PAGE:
Hence, it is the chosen type of high-capacity optical fiber distribution frame by many; however, its cost is more expensive than others. The selection of an optical fiber distribution frame is crucial and complicated. All localities should take various factors into account according to their specific conditions before making a final decision. After much understanding and comparison, pick the one that can satisfy current needs with room for future development to get the most value out of your purchase.

5. Feature Request

5.1 Optical cable fixed protection

There should be optic cables entry device that attaches and protects the outer sheath of outdoor cables on the rack. This will prevent any damage to both the outside metal of cables as well as safeguard reinforcing cores from being damaged by high voltage. The metal frame surrounding the optical cable should also be insulated to provide protection.

5.2 Fiber termination function

The fiber optic termination device is useful for easy operation, construction, convenient installation of optical connectors, and maintenance of optical fiber core and pigtail splicing. It fixates and protects the joint from external force-displacement damage so that the coiled optical fiber core and pigtail are not damaged.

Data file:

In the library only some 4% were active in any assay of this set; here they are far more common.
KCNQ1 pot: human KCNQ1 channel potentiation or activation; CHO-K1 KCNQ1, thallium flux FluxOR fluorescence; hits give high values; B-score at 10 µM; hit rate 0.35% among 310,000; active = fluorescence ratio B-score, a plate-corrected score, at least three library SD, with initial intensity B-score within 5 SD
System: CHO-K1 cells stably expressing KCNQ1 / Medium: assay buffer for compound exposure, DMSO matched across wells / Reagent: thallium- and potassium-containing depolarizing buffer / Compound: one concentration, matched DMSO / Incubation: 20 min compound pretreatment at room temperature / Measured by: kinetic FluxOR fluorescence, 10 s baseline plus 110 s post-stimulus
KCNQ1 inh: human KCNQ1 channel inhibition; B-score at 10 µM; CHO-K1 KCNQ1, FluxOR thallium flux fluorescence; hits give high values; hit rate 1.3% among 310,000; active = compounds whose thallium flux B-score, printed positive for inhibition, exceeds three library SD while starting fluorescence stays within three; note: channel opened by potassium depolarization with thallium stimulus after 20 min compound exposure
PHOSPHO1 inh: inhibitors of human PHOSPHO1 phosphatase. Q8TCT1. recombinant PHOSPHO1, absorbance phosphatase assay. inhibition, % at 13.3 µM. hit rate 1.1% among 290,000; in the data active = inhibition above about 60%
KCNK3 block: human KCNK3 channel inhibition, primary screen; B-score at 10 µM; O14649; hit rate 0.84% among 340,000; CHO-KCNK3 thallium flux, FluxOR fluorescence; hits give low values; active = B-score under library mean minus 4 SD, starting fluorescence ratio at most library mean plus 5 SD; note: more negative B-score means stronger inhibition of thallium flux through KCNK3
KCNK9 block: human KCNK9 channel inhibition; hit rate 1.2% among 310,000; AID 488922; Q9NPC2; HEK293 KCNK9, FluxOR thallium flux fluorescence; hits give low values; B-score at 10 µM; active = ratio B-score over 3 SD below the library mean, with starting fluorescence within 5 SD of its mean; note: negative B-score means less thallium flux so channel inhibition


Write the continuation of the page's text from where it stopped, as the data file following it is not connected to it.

5.3 Line adjustment function

The optic connectors make it easy to schedule the maximum number of cores in indoor cables and change the order of optic transmission.

5.4 Fiber core protection

After opening and stripping the active optical cable, there is a protection device on the fiber core. After fixing, the introduced optical fiber has a termination device.

5.5 capacity

The number of optic adapters should determine the capacity of each rack and unit, as specified in the product enterprise standard. The full-range optical fiber termination device, storage device, and optic cabl connections distribution device should be configured as a set.

5.6 Identification record function

All racks and units should be clearly labeled with identification devices that easily identify the fiber core serial number or transmission path sequence. These recording devices should also be easy to change if needed.